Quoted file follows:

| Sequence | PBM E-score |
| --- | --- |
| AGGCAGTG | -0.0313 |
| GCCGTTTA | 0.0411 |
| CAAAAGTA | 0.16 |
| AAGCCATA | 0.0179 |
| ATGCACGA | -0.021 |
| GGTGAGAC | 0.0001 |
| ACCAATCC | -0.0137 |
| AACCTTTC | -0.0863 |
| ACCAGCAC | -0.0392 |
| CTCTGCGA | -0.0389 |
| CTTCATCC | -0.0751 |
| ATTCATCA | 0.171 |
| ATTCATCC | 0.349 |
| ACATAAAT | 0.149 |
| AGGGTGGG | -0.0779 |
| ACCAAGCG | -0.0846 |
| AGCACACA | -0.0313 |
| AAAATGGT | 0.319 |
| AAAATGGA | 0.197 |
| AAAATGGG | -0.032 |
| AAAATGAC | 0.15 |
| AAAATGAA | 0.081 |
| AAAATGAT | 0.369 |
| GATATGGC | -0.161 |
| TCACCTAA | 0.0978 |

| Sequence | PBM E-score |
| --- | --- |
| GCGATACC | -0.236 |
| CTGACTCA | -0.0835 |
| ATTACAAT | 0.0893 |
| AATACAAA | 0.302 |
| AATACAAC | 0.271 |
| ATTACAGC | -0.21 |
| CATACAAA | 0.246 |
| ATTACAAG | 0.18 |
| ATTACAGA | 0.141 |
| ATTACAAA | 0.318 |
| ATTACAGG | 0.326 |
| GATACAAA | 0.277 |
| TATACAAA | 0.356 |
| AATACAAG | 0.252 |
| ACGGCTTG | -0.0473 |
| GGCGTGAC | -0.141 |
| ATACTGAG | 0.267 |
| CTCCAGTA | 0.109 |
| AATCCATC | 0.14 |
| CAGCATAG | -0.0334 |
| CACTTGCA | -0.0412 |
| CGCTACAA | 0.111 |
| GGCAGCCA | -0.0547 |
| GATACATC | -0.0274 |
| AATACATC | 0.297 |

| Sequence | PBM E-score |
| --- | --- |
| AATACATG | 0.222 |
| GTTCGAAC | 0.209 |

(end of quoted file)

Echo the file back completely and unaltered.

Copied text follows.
| Sequence | PBM E-score |
| --- | --- |
| AGGCAGTG | -0.0313 |
| GCCGTTTA | 0.0411 |
| CAAAAGTA | 0.16 |
| AAGCCATA | 0.0179 |
| ATGCACGA | -0.021 |
| GGTGAGAC | 0.0001 |
| ACCAATCC | -0.0137 |
| AACCTTTC | -0.0863 |
| ACCAGCAC | -0.0392 |
| CTCTGCGA | -0.0389 |
| CTTCATCC | -0.0751 |
| ATTCATCA | 0.171 |
| ATTCATCC | 0.349 |
| ACATAAAT | 0.149 |
| AGGGTGGG | -0.0779 |
| ACCAAGCG | -0.0846 |
| AGCACACA | -0.0313 |
| AAAATGGT | 0.319 |
| AAAATGGA | 0.197 |
| AAAATGGG | -0.032 |
| AAAATGAC | 0.15 |
| AAAATGAA | 0.081 |
| AAAATGAT | 0.369 |
| GATATGGC | -0.161 |
| TCACCTAA | 0.0978 |

| Sequence | PBM E-score |
| --- | --- |
| GCGATACC | -0.236 |
| CTGACTCA | -0.0835 |
| ATTACAAT | 0.0893 |
| AATACAAA | 0.302 |
| AATACAAC | 0.271 |
| ATTACAGC | -0.21 |
| CATACAAA | 0.246 |
| ATTACAAG | 0.18 |
| ATTACAGA | 0.141 |
| ATTACAAA | 0.318 |
| ATTACAGG | 0.326 |
| GATACAAA | 0.277 |
| TATACAAA | 0.356 |
| AATACAAG | 0.252 |
| ACGGCTTG | -0.0473 |
| GGCGTGAC | -0.141 |
| ATACTGAG | 0.267 |
| CTCCAGTA | 0.109 |
| AATCCATC | 0.14 |
| CAGCATAG | -0.0334 |
| CACTTGCA | -0.0412 |
| CGCTACAA | 0.111 |
| GGCAGCCA | -0.0547 |
| GATACATC | -0.0274 |
| AATACATC | 0.297 |

| Sequence | PBM E-score |
| --- | --- |
| AATACATG | 0.222 |
| GTTCGAAC | 0.209 |